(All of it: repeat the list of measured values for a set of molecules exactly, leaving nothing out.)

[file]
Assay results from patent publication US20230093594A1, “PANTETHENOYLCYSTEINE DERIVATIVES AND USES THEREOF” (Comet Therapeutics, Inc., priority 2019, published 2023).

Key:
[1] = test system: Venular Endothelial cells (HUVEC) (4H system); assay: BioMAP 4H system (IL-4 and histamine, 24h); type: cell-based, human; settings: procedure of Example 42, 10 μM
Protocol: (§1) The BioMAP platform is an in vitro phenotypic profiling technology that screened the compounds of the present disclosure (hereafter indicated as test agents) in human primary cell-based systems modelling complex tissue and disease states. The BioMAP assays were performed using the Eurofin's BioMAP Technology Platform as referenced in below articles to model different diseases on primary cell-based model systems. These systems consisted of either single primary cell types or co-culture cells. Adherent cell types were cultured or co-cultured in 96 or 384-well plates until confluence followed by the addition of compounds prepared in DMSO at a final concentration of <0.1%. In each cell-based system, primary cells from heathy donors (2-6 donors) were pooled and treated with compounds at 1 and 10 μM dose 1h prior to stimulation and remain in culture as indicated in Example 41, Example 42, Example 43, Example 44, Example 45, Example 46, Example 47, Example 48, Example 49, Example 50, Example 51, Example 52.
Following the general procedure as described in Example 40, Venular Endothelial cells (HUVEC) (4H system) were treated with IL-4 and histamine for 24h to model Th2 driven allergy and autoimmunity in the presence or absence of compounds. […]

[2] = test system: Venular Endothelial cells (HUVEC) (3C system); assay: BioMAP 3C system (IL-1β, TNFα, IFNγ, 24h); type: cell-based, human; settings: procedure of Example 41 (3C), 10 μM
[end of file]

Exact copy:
Assay results from patent publication US20230093594A1, “PANTETHENOYLCYSTEINE DERIVATIVES AND USES THEREOF” (Comet Therapeutics, Inc., priority 2019, published 2023).

Key:
[1] = test system: Venular Endothelial cells (HUVEC) (4H system); assay: BioMAP 4H system (IL-4 and histamine, 24h); type: cell-based, human; settings: procedure of Example 42, 10 μM
Protocol: (§1) The BioMAP platform is an in vitro phenotypic profiling technology that screened the compounds of the present disclosure (hereafter indicated as test agents) in human primary cell-based systems modelling complex tissue and disease states. The BioMAP assays were performed using the Eurofin's BioMAP Technology Platform as referenced in below articles to model different diseases on primary cell-based model systems. These systems consisted of either single primary cell types or co-culture cells. Adherent cell types were cultured or co-cultured in 96 or 384-well plates until confluence followed by the addition of compounds prepared in DMSO at a final concentration of <0.1%. In each cell-based system, primary cells from heathy donors (2-6 donors) were pooled and treated with compounds at 1 and 10 μM dose 1h prior to stimulation and remain in culture as indicated in Example 41, Example 42, Example 43, Example 44, Example 45, Example 46, Example 47, Example 48, Example 49, Example 50, Example 51, Example 52.
Following the general procedure as described in Example 40, Venular Endothelial cells (HUVEC) (4H system) were treated with IL-4 and histamine for 24h to model Th2 driven allergy and autoimmunity in the presence or absence of compounds. […]

[2] = test system: Venular Endothelial cells (HUVEC) (3C system); assay: BioMAP 3C system (IL-1β, TNFα, IFNγ, 24h); type: cell-based, human; settings: procedure of Example 41 (3C), 10 μM